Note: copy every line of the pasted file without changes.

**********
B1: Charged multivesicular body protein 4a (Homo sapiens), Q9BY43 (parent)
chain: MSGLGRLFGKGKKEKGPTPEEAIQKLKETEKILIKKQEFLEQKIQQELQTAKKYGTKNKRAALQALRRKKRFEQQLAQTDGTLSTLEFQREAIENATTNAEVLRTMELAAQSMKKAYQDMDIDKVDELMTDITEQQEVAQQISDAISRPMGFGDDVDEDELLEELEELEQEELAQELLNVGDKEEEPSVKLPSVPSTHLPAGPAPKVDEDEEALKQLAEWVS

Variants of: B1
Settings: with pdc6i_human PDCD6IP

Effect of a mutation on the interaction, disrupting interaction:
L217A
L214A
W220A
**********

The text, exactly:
B1: Charged multivesicular body protein 4a (Homo sapiens), Q9BY43 (parent)
chain: MSGLGRLFGKGKKEKGPTPEEAIQKLKETEKILIKKQEFLEQKIQQELQTAKKYGTKNKRAALQALRRKKRFEQQLAQTDGTLSTLEFQREAIENATTNAEVLRTMELAAQSMKKAYQDMDIDKVDELMTDITEQQEVAQQISDAISRPMGFGDDVDEDELLEELEELEQEELAQELLNVGDKEEEPSVKLPSVPSTHLPAGPAPKVDEDEEALKQLAEWVS

Variants of: B1
Settings: with pdc6i_human PDCD6IP

Effect of a mutation on the interaction, disrupting interaction:
L217A
L214A
W220A